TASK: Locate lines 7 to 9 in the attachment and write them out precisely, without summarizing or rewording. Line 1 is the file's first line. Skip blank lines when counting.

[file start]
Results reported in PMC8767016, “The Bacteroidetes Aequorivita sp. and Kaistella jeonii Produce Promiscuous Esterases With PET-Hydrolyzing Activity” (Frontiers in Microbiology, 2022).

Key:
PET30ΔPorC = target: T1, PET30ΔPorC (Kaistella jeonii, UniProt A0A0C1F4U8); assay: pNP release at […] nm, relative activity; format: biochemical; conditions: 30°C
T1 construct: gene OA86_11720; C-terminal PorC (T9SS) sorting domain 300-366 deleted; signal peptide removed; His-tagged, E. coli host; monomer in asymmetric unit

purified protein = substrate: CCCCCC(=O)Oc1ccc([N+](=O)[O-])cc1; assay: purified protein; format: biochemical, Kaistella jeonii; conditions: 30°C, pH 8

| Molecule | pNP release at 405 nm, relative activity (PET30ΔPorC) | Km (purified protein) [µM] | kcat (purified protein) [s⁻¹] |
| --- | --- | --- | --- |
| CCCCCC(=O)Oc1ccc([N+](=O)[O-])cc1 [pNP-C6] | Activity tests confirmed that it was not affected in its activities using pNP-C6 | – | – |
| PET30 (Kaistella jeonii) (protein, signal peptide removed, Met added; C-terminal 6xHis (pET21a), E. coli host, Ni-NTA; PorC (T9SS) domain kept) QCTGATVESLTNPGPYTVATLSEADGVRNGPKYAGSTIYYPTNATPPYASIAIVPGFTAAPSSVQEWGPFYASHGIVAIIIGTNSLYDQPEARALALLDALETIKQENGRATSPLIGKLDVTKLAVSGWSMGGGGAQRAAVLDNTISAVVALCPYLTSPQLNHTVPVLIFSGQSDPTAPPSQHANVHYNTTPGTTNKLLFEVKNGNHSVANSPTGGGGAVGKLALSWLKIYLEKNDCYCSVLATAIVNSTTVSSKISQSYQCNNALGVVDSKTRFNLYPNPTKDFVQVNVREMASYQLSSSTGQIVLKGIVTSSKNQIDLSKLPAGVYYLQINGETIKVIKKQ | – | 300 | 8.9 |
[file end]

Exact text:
| --- | --- | --- | --- |
| CCCCCC(=O)Oc1ccc([N+](=O)[O-])cc1 [pNP-C6] | Activity tests confirmed that it was not affected in its activities using pNP-C6 | – | – |
| PET30 (Kaistella jeonii) (protein, signal peptide removed, Met added; C-terminal 6xHis (pET21a), E. coli host, Ni-NTA; PorC (T9SS) domain kept) QCTGATVESLTNPGPYTVATLSEADGVRNGPKYAGSTIYYPTNATPPYASIAIVPGFTAAPSSVQEWGPFYASHGIVAIIIGTNSLYDQPEARALALLDALETIKQENGRATSPLIGKLDVTKLAVSGWSMGGGGAQRAAVLDNTISAVVALCPYLTSPQLNHTVPVLIFSGQSDPTAPPSQHANVHYNTTPGTTNKLLFEVKNGNHSVANSPTGGGGAVGKLALSWLKIYLEKNDCYCSVLATAIVNSTTVSSKISQSYQCNNALGVVDSKTRFNLYPNPTKDFVQVNVREMASYQLSSSTGQIVLKGIVTSSKNQIDLSKLPAGVYYLQINGETIKVIKKQ | – | 300 | 8.9 |